On the same day as the WTO Arbitrators' Findings were released, the Office of the United States Trade Representative (USTR) published its final list of products that will be targeted with new tariffs.  The list has 15 sub-sections with Ireland, along with other EU Member States, included in 9 of these sub-sections.  For those products effected by the USTR list, Ireland exported approximately €362m worth of goods to the US in 2018.  My Department continues to engage with industry to fully understand the potential impacts these measures will have.  We are also fully engaged with colleagues in the Department of Agriculture, Food and the Marine and our Enterprise Agencies in relation to implications for Irish business. 

The Government has highlighted our concerns in bilateral engagements with US interlocuters in Dublin and Washington, intensively over recent months.  The issue of the tariffs was also raised during the US Presidential and Vice-Presidential visits this year.  I and my officials, as well as colleagues in the Department of Foreign Affairs & Trade and Agriculture, Food & the Marine, continue in contact with our US counterparts in Dublin and Washington on these issues.  In addition to raising this matter with my fellow Trade Ministers in Council, I have also recently written to the United States Trade Representative to outline the impact these measures will have on Irish exporters.  I also held a bilateral meeting with Trade Commissioner-elect Phil Hogan while in Brussels in October at which we discussed the WTO Airbus and Boeing cases and the potential impact the imposition of tariffs on Ireland would have.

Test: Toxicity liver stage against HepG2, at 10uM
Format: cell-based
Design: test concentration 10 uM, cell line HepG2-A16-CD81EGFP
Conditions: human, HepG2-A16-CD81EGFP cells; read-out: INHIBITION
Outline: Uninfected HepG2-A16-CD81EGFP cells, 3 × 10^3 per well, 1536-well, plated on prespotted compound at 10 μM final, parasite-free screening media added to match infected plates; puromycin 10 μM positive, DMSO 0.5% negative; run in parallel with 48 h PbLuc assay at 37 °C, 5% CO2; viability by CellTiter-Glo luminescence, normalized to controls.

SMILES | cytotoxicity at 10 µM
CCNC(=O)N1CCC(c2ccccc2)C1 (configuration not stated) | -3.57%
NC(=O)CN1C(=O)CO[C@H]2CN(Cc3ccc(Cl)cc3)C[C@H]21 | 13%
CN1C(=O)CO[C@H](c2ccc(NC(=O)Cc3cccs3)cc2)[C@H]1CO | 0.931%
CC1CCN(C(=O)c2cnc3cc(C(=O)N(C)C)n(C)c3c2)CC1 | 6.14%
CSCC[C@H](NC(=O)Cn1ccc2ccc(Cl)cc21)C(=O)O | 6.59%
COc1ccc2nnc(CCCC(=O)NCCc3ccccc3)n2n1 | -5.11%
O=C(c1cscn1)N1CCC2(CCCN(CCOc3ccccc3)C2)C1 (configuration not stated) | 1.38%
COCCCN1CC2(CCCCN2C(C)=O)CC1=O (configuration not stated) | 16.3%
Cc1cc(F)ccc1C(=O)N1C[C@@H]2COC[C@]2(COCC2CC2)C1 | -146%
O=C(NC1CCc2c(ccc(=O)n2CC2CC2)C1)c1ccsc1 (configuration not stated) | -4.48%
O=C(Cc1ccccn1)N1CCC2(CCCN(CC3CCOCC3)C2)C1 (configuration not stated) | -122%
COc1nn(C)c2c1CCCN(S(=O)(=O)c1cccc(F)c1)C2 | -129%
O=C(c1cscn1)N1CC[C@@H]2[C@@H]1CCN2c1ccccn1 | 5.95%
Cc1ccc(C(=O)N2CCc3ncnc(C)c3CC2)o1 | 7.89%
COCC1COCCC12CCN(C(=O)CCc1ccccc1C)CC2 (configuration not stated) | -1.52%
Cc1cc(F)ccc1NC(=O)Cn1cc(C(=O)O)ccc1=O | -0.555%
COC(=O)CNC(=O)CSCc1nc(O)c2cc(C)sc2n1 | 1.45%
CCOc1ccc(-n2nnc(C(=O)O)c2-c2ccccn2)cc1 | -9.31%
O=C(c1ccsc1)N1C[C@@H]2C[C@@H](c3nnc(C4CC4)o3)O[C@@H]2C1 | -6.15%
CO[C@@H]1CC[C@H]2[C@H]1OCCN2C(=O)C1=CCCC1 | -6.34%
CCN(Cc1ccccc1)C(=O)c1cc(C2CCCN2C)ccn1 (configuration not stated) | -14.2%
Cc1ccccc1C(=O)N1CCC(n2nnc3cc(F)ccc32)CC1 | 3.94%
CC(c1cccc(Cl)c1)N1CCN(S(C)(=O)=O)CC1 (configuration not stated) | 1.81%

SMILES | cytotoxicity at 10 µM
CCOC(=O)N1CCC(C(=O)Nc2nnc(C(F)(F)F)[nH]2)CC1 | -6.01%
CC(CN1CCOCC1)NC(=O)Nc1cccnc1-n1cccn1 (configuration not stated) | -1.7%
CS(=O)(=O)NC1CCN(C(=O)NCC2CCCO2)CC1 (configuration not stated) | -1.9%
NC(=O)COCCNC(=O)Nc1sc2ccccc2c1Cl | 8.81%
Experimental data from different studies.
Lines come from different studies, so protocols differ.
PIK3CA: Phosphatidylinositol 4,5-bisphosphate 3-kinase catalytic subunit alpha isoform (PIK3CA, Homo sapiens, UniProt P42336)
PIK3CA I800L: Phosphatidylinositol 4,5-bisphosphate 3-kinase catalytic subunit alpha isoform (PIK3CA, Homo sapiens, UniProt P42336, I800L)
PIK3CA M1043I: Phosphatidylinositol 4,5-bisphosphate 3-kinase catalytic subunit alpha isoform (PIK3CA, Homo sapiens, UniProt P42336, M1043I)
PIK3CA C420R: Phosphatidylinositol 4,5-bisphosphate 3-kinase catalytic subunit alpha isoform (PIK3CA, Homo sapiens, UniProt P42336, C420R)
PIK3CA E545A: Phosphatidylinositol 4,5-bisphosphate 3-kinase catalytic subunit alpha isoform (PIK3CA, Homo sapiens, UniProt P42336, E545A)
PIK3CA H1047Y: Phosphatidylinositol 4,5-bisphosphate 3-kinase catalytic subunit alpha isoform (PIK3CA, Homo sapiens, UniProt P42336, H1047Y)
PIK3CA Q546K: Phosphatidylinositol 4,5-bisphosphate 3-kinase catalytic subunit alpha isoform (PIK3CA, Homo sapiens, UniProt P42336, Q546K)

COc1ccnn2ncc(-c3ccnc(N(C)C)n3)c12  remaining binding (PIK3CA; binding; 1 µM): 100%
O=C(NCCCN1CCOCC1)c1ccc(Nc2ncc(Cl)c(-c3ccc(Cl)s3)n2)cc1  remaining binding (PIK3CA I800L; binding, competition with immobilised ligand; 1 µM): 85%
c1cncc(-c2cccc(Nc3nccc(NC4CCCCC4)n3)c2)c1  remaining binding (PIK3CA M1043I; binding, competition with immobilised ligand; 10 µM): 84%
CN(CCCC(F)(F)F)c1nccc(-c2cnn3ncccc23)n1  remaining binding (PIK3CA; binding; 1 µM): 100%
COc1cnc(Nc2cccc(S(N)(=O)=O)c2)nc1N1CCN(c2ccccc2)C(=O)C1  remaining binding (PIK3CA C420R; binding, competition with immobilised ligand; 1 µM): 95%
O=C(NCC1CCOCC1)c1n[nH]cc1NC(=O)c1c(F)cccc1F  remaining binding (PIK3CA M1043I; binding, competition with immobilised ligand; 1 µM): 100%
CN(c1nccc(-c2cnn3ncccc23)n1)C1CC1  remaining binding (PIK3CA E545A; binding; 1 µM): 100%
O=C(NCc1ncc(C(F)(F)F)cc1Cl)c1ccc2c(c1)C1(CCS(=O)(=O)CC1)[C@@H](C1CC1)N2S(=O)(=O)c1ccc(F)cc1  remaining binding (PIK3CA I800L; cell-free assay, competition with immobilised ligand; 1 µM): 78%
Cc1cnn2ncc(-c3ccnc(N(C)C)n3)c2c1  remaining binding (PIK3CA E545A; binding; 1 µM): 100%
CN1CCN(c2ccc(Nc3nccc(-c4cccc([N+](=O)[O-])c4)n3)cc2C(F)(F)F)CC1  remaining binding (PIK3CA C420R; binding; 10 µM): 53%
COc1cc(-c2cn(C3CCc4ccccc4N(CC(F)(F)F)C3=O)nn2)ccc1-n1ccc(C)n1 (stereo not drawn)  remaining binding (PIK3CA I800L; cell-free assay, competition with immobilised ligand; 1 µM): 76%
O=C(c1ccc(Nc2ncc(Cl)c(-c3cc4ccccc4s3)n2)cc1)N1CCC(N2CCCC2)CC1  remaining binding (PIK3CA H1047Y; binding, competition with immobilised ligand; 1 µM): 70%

Ireland remains committed to a negotiated settlement to this issue as I firmly believe imposition of tariffs will only inflict damage on businesses and citizens on both sides of the Atlantic and harm global trade and the broader aviation industry at a sensitive time.

On another EU-US trade issue, on 14 June 2019 the Commission informed Member States that it had reached an agreement in principle with the United States and other substantial supplying countries regarding the “Hilton” Beef quota.  The agreement does not change the overall volume, quality or safety of beef imported into the EU; rather it allocates a larger share of the quota (35,000 Tonnes out of a total of 45,000 Tonnes) to the United States, phased in over a period of 7 years.  The quota was an interim solution put in place some years ago to address a long-standing dispute between the EU and the US regarding the EU’s ban on the importation of hormone beef into the EU.  The European Parliament voted in favour of this Agreement on 28th November which will hopefully see its adoption by Council in early December and an entry into force from 1st January 2020.  This is a positive example of what can be agreed by the EU and US working together.